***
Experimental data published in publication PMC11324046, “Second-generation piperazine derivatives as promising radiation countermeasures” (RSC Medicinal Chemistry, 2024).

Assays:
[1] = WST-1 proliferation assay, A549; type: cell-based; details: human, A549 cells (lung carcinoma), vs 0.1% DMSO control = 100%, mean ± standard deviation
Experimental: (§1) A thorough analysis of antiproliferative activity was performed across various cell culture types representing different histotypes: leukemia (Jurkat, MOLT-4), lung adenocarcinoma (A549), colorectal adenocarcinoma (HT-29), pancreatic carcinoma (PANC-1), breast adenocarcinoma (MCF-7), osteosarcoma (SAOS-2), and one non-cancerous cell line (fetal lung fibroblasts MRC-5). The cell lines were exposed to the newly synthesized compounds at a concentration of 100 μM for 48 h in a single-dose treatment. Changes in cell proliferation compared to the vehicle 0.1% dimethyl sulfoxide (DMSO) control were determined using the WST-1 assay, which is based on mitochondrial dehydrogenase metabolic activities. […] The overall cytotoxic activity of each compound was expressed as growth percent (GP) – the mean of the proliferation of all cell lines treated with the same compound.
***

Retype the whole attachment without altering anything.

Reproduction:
Experimental data published in publication PMC11324046, “Second-generation piperazine derivatives as promising radiation countermeasures” (RSC Medicinal Chemistry, 2024).

Assays:
[1] = WST-1 proliferation assay, A549; type: cell-based; details: human, A549 cells (lung carcinoma), vs 0.1% DMSO control = 100%, mean ± standard deviation
Experimental: (§1) A thorough analysis of antiproliferative activity was performed across various cell culture types representing different histotypes: leukemia (Jurkat, MOLT-4), lung adenocarcinoma (A549), colorectal adenocarcinoma (HT-29), pancreatic carcinoma (PANC-1), breast adenocarcinoma (MCF-7), osteosarcoma (SAOS-2), and one non-cancerous cell line (fetal lung fibroblasts MRC-5). The cell lines were exposed to the newly synthesized compounds at a concentration of 100 μM for 48 h in a single-dose treatment. Changes in cell proliferation compared to the vehicle 0.1% dimethyl sulfoxide (DMSO) control were determined using the WST-1 assay, which is based on mitochondrial dehydrogenase metabolic activities. […] The overall cytotoxic activity of each compound was expressed as growth percent (GP) – the mean of the proliferation of all cell lines treated with the same compound.